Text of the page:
The Wessex CLT Project was originally formed to research and promote the role of CLTs and, in that spirit of learning, Wessex has commissioned some research into the nature of local activism.
What motivates people to become involved in CLTs and what are their aspirations? What does this tells us about why these projects are so successful and about the capacity of communities to not only resist decline, but to develop and thrive?
The research was undertaken by Dr Tom Moore of Salford University and these are excerpts from the key findings:
Counter-intuitively, it was sometimes even the neighbours of selected sites who were the most enthusiastic and active members of the CLTs; the very people who might otherwise be cast as ‘NIMBYs’.
CLTs were seen as trusted vehicles for the disposal of land by local landowners.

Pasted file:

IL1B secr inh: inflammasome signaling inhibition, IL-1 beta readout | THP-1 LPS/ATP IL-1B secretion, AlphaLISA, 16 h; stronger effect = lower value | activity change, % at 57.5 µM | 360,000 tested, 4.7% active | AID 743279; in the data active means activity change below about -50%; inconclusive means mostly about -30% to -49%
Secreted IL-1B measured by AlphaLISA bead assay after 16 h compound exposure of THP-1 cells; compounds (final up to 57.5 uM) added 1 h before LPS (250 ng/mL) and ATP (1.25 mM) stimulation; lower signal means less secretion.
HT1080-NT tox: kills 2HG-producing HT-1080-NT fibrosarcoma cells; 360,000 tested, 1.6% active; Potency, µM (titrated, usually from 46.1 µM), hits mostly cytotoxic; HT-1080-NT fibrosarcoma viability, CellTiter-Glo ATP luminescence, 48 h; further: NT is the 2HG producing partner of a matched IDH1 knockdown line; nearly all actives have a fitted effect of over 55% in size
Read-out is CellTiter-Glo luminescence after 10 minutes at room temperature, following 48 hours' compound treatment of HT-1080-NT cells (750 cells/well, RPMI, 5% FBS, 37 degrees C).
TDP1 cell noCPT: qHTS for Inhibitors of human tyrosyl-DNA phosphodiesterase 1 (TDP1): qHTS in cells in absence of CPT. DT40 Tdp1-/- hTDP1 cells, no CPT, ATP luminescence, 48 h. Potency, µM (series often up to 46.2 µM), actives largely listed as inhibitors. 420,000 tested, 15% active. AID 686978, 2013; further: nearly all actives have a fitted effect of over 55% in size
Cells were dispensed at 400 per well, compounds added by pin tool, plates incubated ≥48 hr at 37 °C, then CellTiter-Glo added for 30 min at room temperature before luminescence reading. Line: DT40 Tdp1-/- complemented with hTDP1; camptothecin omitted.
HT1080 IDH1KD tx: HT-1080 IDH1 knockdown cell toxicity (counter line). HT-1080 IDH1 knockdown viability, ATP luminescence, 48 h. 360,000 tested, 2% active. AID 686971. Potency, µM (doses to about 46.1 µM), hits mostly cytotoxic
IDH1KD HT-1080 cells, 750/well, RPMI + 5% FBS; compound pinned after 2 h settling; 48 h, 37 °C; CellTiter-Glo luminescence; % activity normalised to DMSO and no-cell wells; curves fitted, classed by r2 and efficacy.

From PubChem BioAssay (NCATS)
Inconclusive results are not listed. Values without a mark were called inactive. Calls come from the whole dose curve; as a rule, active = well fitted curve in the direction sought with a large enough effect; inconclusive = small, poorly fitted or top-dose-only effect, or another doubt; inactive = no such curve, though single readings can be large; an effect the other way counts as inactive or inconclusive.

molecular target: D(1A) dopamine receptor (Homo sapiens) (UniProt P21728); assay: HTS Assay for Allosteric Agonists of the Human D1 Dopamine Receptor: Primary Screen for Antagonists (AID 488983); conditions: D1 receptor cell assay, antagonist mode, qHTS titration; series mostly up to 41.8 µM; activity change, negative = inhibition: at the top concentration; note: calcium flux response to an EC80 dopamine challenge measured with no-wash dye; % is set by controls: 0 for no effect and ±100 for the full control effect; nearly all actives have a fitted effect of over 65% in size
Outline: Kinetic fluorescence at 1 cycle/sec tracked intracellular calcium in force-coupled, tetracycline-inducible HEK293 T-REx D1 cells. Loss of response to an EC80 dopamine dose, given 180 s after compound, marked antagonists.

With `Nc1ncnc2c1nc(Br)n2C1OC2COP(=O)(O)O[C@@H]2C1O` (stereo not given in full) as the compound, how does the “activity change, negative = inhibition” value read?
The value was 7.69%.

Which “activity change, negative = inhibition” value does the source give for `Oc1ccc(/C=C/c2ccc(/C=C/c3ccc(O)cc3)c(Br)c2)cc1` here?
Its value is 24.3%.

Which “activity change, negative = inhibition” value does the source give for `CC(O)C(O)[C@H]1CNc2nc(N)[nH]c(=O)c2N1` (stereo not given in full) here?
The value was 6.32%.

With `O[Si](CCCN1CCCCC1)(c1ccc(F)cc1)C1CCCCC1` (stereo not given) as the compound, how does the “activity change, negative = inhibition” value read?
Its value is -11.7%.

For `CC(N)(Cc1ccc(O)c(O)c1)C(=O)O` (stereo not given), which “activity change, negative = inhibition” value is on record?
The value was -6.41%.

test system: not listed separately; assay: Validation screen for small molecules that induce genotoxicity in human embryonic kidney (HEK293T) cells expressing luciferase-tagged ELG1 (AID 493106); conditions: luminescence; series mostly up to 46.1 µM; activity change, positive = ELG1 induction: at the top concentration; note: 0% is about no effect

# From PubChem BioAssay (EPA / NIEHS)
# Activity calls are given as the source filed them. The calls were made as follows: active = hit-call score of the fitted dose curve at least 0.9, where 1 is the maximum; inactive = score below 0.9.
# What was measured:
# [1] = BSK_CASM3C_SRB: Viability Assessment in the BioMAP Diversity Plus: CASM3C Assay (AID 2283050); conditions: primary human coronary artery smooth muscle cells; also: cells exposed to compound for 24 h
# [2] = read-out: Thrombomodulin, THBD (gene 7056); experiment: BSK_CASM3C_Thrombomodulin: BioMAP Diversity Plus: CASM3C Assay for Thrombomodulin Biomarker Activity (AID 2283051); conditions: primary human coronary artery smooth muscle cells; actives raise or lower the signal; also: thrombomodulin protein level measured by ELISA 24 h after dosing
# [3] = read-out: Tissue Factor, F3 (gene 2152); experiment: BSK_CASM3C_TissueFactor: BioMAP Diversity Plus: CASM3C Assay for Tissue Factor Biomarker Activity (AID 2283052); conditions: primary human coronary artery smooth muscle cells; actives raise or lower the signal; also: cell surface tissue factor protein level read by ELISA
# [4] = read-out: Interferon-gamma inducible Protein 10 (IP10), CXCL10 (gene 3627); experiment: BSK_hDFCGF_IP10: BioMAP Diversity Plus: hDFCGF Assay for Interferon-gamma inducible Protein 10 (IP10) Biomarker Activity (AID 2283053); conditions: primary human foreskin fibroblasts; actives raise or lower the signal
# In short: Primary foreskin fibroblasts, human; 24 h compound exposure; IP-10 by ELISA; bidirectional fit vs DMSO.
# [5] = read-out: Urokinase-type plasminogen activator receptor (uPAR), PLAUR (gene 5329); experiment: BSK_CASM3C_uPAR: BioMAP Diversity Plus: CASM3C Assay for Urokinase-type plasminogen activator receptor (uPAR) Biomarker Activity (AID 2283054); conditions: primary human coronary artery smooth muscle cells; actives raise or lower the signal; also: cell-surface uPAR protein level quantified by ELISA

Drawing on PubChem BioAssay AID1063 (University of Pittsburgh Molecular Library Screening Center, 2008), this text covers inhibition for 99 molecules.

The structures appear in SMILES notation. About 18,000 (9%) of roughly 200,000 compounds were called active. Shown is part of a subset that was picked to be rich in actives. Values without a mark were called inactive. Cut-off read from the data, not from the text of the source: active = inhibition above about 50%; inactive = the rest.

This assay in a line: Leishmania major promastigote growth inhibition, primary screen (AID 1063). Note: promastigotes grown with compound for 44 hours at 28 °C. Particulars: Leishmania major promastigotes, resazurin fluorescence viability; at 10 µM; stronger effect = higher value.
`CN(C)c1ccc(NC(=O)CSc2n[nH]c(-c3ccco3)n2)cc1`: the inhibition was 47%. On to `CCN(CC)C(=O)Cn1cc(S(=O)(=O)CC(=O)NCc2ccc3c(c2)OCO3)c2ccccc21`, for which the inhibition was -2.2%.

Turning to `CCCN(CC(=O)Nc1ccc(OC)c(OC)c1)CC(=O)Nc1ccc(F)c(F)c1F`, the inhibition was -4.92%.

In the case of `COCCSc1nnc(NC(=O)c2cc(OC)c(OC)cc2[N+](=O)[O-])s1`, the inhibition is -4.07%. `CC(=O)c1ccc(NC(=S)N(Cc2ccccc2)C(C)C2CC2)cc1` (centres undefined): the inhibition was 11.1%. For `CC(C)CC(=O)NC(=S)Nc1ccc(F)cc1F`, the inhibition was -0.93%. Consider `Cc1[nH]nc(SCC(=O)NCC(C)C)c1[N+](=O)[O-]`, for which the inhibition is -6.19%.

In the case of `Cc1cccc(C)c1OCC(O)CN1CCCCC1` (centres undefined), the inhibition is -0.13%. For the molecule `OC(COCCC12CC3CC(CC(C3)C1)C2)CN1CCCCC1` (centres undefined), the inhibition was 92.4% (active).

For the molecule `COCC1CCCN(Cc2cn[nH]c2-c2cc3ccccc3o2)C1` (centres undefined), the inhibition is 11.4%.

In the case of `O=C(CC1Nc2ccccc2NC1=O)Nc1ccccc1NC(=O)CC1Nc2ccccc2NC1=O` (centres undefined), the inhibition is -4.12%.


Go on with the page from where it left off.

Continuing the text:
CLTs address local sensitivities around issues such as aesthetics, environmental impact and eligibility for the homes; gradually refining the ‘fit’ of new homes to the communities which might otherwise oppose them.
Technical support was integral to the success of all schemes.
Volunteers contributed a huge amount of time, energy and expertise to the initial housing scheme – all without any personal financial reward.
The Key Findings are here:
Please let us know if you would like a copy of the full report.